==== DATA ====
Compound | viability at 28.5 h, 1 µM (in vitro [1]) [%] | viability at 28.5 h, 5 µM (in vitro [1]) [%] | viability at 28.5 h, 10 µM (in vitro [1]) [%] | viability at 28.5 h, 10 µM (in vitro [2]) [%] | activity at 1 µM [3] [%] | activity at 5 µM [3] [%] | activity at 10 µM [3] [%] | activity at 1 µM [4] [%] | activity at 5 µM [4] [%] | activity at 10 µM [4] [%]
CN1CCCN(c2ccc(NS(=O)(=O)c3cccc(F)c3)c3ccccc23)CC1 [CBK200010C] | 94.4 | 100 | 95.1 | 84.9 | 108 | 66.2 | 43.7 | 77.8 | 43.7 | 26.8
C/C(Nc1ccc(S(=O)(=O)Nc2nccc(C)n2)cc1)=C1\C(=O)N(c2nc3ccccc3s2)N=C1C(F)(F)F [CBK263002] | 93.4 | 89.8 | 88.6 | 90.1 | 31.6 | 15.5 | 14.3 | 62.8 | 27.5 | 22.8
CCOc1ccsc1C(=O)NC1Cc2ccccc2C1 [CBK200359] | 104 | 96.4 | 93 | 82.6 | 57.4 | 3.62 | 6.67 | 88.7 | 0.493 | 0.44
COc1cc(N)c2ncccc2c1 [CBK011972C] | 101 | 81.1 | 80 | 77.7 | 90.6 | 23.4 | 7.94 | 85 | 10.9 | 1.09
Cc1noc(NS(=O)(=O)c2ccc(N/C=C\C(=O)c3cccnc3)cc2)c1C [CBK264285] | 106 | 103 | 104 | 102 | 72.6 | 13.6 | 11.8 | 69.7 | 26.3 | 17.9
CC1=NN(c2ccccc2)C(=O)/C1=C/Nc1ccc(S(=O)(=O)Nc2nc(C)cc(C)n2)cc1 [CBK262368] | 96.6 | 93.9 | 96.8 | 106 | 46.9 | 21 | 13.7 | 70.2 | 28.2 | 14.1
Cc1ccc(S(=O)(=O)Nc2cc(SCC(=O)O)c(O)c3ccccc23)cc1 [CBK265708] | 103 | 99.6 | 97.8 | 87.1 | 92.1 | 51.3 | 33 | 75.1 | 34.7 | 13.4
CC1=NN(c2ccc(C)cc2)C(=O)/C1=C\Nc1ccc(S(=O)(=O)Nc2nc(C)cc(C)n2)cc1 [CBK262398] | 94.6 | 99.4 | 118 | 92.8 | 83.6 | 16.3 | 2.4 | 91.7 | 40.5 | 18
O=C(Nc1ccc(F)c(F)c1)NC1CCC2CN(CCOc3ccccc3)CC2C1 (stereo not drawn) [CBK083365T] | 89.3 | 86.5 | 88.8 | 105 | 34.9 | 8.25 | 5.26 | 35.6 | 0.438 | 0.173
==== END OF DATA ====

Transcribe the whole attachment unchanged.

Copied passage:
Compound | viability at 28.5 h, 1 µM (in vitro [1]) [%] | viability at 28.5 h, 5 µM (in vitro [1]) [%] | viability at 28.5 h, 10 µM (in vitro [1]) [%] | viability at 28.5 h, 10 µM (in vitro [2]) [%] | activity at 1 µM [3] [%] | activity at 5 µM [3] [%] | activity at 10 µM [3] [%] | activity at 1 µM [4] [%] | activity at 5 µM [4] [%] | activity at 10 µM [4] [%]
CN1CCCN(c2ccc(NS(=O)(=O)c3cccc(F)c3)c3ccccc23)CC1 [CBK200010C] | 94.4 | 100 | 95.1 | 84.9 | 108 | 66.2 | 43.7 | 77.8 | 43.7 | 26.8
C/C(Nc1ccc(S(=O)(=O)Nc2nccc(C)n2)cc1)=C1\C(=O)N(c2nc3ccccc3s2)N=C1C(F)(F)F [CBK263002] | 93.4 | 89.8 | 88.6 | 90.1 | 31.6 | 15.5 | 14.3 | 62.8 | 27.5 | 22.8
CCOc1ccsc1C(=O)NC1Cc2ccccc2C1 [CBK200359] | 104 | 96.4 | 93 | 82.6 | 57.4 | 3.62 | 6.67 | 88.7 | 0.493 | 0.44
COc1cc(N)c2ncccc2c1 [CBK011972C] | 101 | 81.1 | 80 | 77.7 | 90.6 | 23.4 | 7.94 | 85 | 10.9 | 1.09
Cc1noc(NS(=O)(=O)c2ccc(N/C=C\C(=O)c3cccnc3)cc2)c1C [CBK264285] | 106 | 103 | 104 | 102 | 72.6 | 13.6 | 11.8 | 69.7 | 26.3 | 17.9
CC1=NN(c2ccccc2)C(=O)/C1=C/Nc1ccc(S(=O)(=O)Nc2nc(C)cc(C)n2)cc1 [CBK262368] | 96.6 | 93.9 | 96.8 | 106 | 46.9 | 21 | 13.7 | 70.2 | 28.2 | 14.1
Cc1ccc(S(=O)(=O)Nc2cc(SCC(=O)O)c(O)c3ccccc23)cc1 [CBK265708] | 103 | 99.6 | 97.8 | 87.1 | 92.1 | 51.3 | 33 | 75.1 | 34.7 | 13.4
CC1=NN(c2ccc(C)cc2)C(=O)/C1=C\Nc1ccc(S(=O)(=O)Nc2nc(C)cc(C)n2)cc1 [CBK262398] | 94.6 | 99.4 | 118 | 92.8 | 83.6 | 16.3 | 2.4 | 91.7 | 40.5 | 18
O=C(Nc1ccc(F)c(F)c1)NC1CCC2CN(CCOc3ccccc3)CC2C1 (stereo not drawn) [CBK083365T] | 89.3 | 86.5 | 88.8 | 105 | 34.9 | 8.25 | 5.26 | 35.6 | 0.438 | 0.173